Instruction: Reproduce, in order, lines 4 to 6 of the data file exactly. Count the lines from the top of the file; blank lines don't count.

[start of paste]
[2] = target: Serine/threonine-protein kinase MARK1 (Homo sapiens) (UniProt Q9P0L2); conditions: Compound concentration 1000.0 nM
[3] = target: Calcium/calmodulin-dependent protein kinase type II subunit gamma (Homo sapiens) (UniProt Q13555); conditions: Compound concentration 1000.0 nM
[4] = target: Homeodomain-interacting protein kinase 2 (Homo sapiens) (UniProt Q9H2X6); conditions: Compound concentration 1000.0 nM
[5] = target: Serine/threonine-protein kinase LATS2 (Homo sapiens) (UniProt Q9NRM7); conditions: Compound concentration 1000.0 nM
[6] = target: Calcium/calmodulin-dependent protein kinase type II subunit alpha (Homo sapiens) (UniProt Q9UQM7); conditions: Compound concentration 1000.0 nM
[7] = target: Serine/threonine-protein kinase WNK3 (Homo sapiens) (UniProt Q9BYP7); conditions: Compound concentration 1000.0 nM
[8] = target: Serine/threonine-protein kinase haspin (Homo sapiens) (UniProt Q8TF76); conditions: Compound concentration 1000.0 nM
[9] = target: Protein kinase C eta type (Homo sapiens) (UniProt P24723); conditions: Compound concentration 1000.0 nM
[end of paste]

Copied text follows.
[5] = target: Serine/threonine-protein kinase LATS2 (Homo sapiens) (UniProt Q9NRM7); conditions: Compound concentration 1000.0 nM
[6] = target: Calcium/calmodulin-dependent protein kinase type II subunit alpha (Homo sapiens) (UniProt Q9UQM7); conditions: Compound concentration 1000.0 nM
[7] = target: Serine/threonine-protein kinase WNK3 (Homo sapiens) (UniProt Q9BYP7); conditions: Compound concentration 1000.0 nM